The Doors Riders on the Storm ended, and the next song up was The Stones Sympathy For The Devil. The timing of that made him laugh weakly, his insides hurting like hell as his body shook. Sympathy for the devil, huh? How about any sympathy for him, not that he deserved any, at least not with what he has had to do to survive. If he hadn’t met Carol, he probably would’ve found a way to end his life—not that it would’ve been easy with what the virus had done to him, leaving his muscles and tendons as hard as steel and his skin close to bulletproof, and causing this weird kind of super immunity where his vital organs would regenerate on injury.
Before meeting Carol he had thought long and hard about what he would have to do to kill himself if it ended up that way. Explosives, maybe, but then again they could just blow off his limbs and leave him still alive. A guillotine with a sharp enough blade might do the trick; or if he cut himself open and pulled out his heart and made sure no tissue was left behind to regenerate into a new one. Those had seemed like his best bets. Later, days before meeting Carol, he learned first-hand that shoving a hand grenade down a vampire’s throat did the job just fine, but that was something discovered on the spur of the moment. Since Carol, he had put those thoughts out of his head and accepted that he would spend his life traveling aimlessly from city to city feeding when he had to. Nothing else was possible anymore. He cared too deeply for Carol to leave her, especially knowing what it would do to her.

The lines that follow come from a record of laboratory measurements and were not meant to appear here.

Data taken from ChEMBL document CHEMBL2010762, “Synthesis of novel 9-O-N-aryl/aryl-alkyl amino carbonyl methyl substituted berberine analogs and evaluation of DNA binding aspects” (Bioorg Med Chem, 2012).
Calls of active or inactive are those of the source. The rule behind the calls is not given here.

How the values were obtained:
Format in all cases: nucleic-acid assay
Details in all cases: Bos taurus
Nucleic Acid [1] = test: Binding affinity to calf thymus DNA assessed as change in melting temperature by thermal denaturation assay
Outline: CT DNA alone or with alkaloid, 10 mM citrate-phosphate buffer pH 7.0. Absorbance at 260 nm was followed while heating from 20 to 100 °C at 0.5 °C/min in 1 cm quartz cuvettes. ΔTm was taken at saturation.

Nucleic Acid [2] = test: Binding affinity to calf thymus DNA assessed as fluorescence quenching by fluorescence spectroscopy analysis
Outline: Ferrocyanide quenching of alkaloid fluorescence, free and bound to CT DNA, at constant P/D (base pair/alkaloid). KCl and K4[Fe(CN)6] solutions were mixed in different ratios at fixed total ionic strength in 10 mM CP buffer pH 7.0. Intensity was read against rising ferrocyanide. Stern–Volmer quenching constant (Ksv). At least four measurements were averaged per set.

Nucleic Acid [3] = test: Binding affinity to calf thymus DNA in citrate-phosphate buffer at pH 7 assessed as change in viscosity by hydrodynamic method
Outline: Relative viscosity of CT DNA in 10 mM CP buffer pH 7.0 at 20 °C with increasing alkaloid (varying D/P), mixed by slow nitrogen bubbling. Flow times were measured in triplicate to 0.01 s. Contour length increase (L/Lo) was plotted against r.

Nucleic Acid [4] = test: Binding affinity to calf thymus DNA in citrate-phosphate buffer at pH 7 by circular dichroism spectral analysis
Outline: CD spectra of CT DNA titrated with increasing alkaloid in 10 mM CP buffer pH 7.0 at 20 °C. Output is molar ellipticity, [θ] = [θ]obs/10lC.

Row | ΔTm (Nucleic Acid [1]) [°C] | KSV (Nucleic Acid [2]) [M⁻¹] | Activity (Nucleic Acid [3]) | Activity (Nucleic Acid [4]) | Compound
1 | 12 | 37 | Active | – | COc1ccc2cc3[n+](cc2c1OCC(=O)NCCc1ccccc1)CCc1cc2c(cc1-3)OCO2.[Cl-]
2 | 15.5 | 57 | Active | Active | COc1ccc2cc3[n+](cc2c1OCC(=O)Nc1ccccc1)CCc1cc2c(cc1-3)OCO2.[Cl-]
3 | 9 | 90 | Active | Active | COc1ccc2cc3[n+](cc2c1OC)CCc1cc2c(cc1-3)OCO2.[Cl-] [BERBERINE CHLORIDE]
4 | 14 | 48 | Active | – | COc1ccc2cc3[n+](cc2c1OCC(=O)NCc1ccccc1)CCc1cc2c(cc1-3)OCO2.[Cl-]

A few final wheezes of laughter shook him, then with his teeth clattering he hugged himself tightly, trying to shrink his body from any exposure to the sun. Thin lines showed along the edges of Carol’s mouth as her concern for him deepened. She reached over and caressed his neck.
“I hate seeing you like this,” she said.
“I know. But I’ll be okay.”
“I don’t think you’re going to be able to wait until tonight.”
“I’ll be able to.”